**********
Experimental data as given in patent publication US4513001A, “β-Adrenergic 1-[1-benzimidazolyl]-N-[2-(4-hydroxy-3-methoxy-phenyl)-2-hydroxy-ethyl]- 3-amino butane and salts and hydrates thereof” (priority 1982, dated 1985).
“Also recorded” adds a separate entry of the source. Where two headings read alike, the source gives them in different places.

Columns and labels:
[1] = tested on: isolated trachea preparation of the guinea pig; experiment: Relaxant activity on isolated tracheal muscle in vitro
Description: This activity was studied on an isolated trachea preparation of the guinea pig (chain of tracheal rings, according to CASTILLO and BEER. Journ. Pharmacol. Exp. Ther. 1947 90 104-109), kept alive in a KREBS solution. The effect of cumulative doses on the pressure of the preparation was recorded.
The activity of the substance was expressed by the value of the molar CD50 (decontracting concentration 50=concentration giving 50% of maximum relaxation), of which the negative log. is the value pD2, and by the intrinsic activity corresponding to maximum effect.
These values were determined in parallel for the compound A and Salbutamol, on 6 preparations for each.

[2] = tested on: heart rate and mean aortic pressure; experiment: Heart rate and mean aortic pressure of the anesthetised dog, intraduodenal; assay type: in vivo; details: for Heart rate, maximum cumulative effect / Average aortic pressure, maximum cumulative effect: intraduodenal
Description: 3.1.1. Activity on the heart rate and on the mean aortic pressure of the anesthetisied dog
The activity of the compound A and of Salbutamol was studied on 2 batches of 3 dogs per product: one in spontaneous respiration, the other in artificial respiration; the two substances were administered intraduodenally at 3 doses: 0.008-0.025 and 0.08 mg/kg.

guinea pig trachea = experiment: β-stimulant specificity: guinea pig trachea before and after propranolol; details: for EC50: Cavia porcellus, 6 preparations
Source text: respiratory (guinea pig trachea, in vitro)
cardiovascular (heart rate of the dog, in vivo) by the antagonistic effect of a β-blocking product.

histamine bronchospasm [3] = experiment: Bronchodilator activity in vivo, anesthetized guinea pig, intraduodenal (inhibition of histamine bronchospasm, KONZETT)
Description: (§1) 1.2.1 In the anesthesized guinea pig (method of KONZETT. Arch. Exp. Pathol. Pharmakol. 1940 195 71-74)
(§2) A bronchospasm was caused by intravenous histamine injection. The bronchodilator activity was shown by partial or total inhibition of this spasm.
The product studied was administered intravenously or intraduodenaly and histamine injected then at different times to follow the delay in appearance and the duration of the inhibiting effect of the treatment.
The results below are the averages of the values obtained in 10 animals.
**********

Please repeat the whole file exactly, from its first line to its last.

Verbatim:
Experimental data as given in patent publication US4513001A, “β-Adrenergic 1-[1-benzimidazolyl]-N-[2-(4-hydroxy-3-methoxy-phenyl)-2-hydroxy-ethyl]- 3-amino butane and salts and hydrates thereof” (priority 1982, dated 1985).
“Also recorded” adds a separate entry of the source. Where two headings read alike, the source gives them in different places.

Columns and labels:
[1] = tested on: isolated trachea preparation of the guinea pig; experiment: Relaxant activity on isolated tracheal muscle in vitro
Description: This activity was studied on an isolated trachea preparation of the guinea pig (chain of tracheal rings, according to CASTILLO and BEER. Journ. Pharmacol. Exp. Ther. 1947 90 104-109), kept alive in a KREBS solution. The effect of cumulative doses on the pressure of the preparation was recorded.
The activity of the substance was expressed by the value of the molar CD50 (decontracting concentration 50=concentration giving 50% of maximum relaxation), of which the negative log. is the value pD2, and by the intrinsic activity corresponding to maximum effect.
These values were determined in parallel for the compound A and Salbutamol, on 6 preparations for each.

[2] = tested on: heart rate and mean aortic pressure; experiment: Heart rate and mean aortic pressure of the anesthetised dog, intraduodenal; assay type: in vivo; details: for Heart rate, maximum cumulative effect / Average aortic pressure, maximum cumulative effect: intraduodenal
Description: 3.1.1. Activity on the heart rate and on the mean aortic pressure of the anesthetisied dog
The activity of the compound A and of Salbutamol was studied on 2 batches of 3 dogs per product: one in spontaneous respiration, the other in artificial respiration; the two substances were administered intraduodenally at 3 doses: 0.008-0.025 and 0.08 mg/kg.

guinea pig trachea = experiment: β-stimulant specificity: guinea pig trachea before and after propranolol; details: for EC50: Cavia porcellus, 6 preparations
Source text: respiratory (guinea pig trachea, in vitro)
cardiovascular (heart rate of the dog, in vivo) by the antagonistic effect of a β-blocking product.

histamine bronchospasm [3] = experiment: Bronchodilator activity in vivo, anesthetized guinea pig, intraduodenal (inhibition of histamine bronchospasm, KONZETT)
Description: (§1) 1.2.1 In the anesthesized guinea pig (method of KONZETT. Arch. Exp. Pathol. Pharmakol. 1940 195 71-74)
(§2) A bronchospasm was caused by intravenous histamine injection. The bronchodilator activity was shown by partial or total inhibition of this spasm.
The product studied was administered intravenously or intraduodenaly and histamine injected then at different times to follow the delay in appearance and the duration of the inhibiting effect of the treatment.
The results below are the averages of the values obtained in 10 animals.